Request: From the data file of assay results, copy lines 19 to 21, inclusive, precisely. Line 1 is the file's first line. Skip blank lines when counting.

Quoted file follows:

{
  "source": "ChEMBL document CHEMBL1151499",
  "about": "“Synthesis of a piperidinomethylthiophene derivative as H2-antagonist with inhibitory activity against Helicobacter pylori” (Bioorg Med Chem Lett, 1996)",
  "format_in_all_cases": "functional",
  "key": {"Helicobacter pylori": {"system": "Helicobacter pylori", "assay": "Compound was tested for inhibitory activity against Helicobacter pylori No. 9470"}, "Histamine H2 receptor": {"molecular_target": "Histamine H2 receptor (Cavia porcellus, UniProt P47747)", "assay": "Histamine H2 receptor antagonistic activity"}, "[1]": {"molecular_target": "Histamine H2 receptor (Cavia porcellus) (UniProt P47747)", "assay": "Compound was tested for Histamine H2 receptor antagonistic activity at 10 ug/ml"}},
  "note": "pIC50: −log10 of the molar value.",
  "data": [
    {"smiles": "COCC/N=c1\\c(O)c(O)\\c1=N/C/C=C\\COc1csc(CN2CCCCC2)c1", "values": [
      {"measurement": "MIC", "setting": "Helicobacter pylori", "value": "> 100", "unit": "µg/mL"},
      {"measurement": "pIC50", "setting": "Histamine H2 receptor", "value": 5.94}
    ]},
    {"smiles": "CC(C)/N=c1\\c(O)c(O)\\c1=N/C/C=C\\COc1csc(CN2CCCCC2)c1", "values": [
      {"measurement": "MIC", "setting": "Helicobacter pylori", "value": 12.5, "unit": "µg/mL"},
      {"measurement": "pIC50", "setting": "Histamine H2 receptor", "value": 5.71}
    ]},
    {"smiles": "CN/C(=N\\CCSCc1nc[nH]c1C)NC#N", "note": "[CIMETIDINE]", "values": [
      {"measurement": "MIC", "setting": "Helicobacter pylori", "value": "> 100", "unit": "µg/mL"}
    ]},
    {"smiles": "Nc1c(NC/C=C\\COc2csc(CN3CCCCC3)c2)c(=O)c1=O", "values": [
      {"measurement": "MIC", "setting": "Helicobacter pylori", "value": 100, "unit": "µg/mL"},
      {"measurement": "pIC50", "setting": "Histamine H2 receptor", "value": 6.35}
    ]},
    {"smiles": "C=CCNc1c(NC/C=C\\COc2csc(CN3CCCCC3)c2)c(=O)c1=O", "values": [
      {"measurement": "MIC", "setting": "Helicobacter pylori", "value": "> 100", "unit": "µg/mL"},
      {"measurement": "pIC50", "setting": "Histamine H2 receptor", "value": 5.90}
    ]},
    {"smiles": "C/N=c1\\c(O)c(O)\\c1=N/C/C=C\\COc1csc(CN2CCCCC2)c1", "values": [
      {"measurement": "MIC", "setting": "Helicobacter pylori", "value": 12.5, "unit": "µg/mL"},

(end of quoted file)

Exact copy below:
    {"smiles": "Nc1c(NC/C=C\\COc2csc(CN3CCCCC3)c2)c(=O)c1=O", "values": [
      {"measurement": "MIC", "setting": "Helicobacter pylori", "value": 100, "unit": "µg/mL"},
      {"measurement": "pIC50", "setting": "Histamine H2 receptor", "value": 6.35}